The Works of Philip Kaveny
The American Civil Rights Movement
Marxism and the American Civil Rights Movement
In order discuss the relation ship between Marxism and the American Civil rights movement it is important that we first historically ground the concept of Marxism for this study. German born and culturally Jewish Karl Marx (1818 -1883), after failing as a poet and novelist, he completed his doctorate in the early 1840’s. Marx fled Germany with the revolutions which swept much of Europe in the late 1840’s, first to Paris, and then to London in 1849. Supported by his editor Frederick Engel’s (1820-1895) who was heir to a large British industrial firm, Karl Marx spent the rest of his life in London working in the British Museum trying to articulate in a coherent form his theories of historical materialism and economic determinism. Presently the full English translation of Karl Marx’s complete works is incomplete and is expected to number well over fifty volumes. In 2005, a British Broadcasting poll named Karl Marx the greatest philosopher of all time as he earned a vote total that surpassed the combined votes of the next three runners up.
Marxist thought and its European cultural underpinnings is a vast and very daunting historical topic, and yet it’s great power and appeal lies in what I would call its contemporary trans-national historical reducibility. This quality has made it attractive to generations of intellectuals, revolutionaries, and, in some instances, even workers. For clarity, I thought it best to draw from The Norton Anthology of Theory and Criticism for a summary of key points in Marx’s thought.
Marx and Engels’s joint work published in the 1840’s includes The Holy Family (1845) and The German Ideology (not published until 1932). In these texts, and in Marx’s polemical pamphlet The Poverty of Philosophy (1847), they sought to prove that economic and social forces shape human consciousness. This materialism was meant to displace the idealistic view that human consciousness shapes social forces. They based their interpretation of reality on dialectical materialism, believing that all change results from the constant conflict arising from the oppositions inherent in all ideas, movements and events. They further argued that the internal contradictions would inevitably lead to its demise. (761)
And yet for all the later vastness of its body of philosophical and economic speculation Marxism was a conspiratorial, pragmatic, and yet at the same time a progressive and even positivistic philosophy of action, in which many hands may spin the wheel of what is represented as historical progress which in the end leads to a dictatorship of the proletariat and finally a withering away of the state.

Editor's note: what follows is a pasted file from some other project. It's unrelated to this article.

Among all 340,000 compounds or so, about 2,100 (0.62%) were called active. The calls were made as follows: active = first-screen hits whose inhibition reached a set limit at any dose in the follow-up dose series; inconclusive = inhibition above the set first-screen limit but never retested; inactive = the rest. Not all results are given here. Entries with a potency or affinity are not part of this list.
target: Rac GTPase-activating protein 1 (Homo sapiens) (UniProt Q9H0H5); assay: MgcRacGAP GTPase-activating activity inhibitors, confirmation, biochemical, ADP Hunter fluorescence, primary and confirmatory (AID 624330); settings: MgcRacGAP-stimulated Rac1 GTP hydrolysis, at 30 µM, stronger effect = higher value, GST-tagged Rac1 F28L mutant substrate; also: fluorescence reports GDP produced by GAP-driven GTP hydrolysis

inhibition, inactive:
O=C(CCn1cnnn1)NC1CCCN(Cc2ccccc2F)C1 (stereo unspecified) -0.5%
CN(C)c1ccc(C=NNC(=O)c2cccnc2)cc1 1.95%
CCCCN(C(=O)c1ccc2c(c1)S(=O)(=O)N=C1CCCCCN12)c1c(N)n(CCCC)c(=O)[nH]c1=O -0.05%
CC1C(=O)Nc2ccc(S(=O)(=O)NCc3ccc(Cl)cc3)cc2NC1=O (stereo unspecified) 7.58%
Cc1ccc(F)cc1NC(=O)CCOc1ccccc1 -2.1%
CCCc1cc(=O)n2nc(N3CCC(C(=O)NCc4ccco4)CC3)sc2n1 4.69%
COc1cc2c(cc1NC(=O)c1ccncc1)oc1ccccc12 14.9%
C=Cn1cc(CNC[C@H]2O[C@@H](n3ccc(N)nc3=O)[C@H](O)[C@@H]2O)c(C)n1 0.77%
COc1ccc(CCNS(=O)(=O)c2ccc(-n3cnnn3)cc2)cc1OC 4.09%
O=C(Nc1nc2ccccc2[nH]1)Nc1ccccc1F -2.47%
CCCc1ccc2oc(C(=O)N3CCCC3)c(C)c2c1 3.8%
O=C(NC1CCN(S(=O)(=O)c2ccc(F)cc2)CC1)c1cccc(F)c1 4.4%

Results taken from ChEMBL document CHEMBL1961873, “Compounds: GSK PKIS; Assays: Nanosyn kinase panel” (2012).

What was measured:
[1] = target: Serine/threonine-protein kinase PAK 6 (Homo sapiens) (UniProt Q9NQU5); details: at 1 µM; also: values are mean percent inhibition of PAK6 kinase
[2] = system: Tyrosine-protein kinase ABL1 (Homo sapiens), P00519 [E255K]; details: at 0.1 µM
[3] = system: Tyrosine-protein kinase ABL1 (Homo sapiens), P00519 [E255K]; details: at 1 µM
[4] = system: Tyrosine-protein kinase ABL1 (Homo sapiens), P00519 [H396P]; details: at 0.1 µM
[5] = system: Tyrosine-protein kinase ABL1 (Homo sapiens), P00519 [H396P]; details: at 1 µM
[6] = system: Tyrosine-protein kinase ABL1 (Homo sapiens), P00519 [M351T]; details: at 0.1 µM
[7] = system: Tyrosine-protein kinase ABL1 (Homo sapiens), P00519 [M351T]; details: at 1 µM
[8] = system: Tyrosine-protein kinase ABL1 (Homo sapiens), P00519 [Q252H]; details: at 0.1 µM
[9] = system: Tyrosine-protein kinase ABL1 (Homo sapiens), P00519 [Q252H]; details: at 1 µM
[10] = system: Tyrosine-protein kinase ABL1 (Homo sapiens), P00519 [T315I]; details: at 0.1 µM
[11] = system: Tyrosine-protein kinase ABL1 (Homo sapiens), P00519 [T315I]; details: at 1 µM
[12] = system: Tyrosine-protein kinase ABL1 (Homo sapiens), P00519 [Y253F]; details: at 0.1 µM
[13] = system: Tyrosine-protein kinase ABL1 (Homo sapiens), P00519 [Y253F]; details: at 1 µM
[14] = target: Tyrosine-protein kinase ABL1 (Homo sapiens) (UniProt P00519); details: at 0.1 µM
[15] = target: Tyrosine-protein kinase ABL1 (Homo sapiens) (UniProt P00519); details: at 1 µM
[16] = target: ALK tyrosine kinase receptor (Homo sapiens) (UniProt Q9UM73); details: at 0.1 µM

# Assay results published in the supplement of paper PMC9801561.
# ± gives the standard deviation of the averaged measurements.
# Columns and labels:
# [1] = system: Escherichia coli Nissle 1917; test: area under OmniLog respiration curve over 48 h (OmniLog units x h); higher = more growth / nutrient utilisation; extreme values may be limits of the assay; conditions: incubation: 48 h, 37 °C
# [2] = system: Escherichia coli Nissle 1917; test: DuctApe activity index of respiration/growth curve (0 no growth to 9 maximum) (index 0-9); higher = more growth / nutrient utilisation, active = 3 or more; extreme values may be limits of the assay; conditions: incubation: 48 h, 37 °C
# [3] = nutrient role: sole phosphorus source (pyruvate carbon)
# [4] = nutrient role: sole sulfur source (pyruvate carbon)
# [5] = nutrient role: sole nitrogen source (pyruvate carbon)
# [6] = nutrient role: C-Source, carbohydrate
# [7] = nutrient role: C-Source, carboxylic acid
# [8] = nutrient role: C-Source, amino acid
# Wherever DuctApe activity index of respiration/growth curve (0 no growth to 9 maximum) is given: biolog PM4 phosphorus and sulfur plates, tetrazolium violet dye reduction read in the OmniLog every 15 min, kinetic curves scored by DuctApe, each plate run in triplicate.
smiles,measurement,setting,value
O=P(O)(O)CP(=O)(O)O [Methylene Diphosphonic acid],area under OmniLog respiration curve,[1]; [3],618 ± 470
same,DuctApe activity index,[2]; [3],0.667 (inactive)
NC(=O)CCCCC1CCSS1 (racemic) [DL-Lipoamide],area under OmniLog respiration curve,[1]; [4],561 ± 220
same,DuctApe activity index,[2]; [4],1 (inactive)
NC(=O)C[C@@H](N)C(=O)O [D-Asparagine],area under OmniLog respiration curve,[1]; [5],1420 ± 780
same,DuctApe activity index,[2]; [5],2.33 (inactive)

Marx and Engels’s most significant publication of the decade (for our purpose the most significant period) appeared in London in 1848…The Communist Manifesto…In this intense pamphlet Marx…describes the triumphs of capitalism; the creation of a world market…the misery capitalism imposes on the masses; class struggle between the exploiters (owners) and the exploited workers; the connection between workers via cash and the inevitability of revolution, and the dawn of a class free society. Though specifically commissioned to state the principles of The Communist league (a secret organization composed of German émigrés) it quickly became the statement of militant working class movements everywhere. (761)
II DuBois, Marxism and materialism in 1930s
Though W.E.B. Dubois (1868-1963) was forced out of the United States by the United States government towards the end of his long life, and mostly on the basis of trumped up changes because of his international peace activates, I feel that his is more linked with emergent trends in black thought and culture, in the second half of the 20th Century. I will address this formulation towards the end of the paper. But it is clear W.E.B Dubois, in a sense as a literary figure, and as a holder of a doctorate in sociology from Harvard (1895) is a critical link to many aspects of the African American struggle to restore those civil rights briefly won but expropriated from them. Some would say as they were sacrificed in the decades after “the tragic failure of reconstruction to in fact reconstruct after The Civil war” (Dr. Leon Liwack U.W Madison 1963 lecture). I feel with his editorship of The Crisis and of course his role in the founding of NAACP in 1909 to his role in the emergence of African identity in the 1960’s W.E.B Dubois’ life was remarkable
III Richard Wright, Ralph Ellison and The God That Failed
During the period between Karl Marx’s death in 1883 and the outbreak of World War I in August 1914, Marxist thought spread, evolved, and mutated throughout the world in much the same way that Protestant religious doctrine did after Luther posted his 95 Theses in 1517. This is not really the place to explore why this happened in the past, saying that Marxism did require of the believer a very strong degree of faith, and with the revolutionary movements both the failures in Germany, and Hungry, and the success in with the survival of the 1917 Bolshevik in Russia it was clear that revolutionary Marxism was a doctrine that millions seemed willing to and did die and kill for.
Of course, Soviet Marxist Leninism was not the only path that Marxist thought took.
There were other evolutions of Marxist doctrine which took the form of European Democratic Socialism, and sometimes even the Social or Christian Democratic parties which gradually evolved and were perhaps best exemplified in the United States Afro- American civil rights leader Bayard Rustin (1912-1988). He was both a Christian (Quaker) socialist and became a major figure in both the first march on Washington in 1940 and the second in 1963 and a major figure in gay rights towards the end of his life. One must note that the city of Milwaukee, Wisconsin now awarded the titled of the most segregated city in the United States according to a recent Yale University study, had a Social Democratic mayor during the heyday of the Wisconsin progressive movement.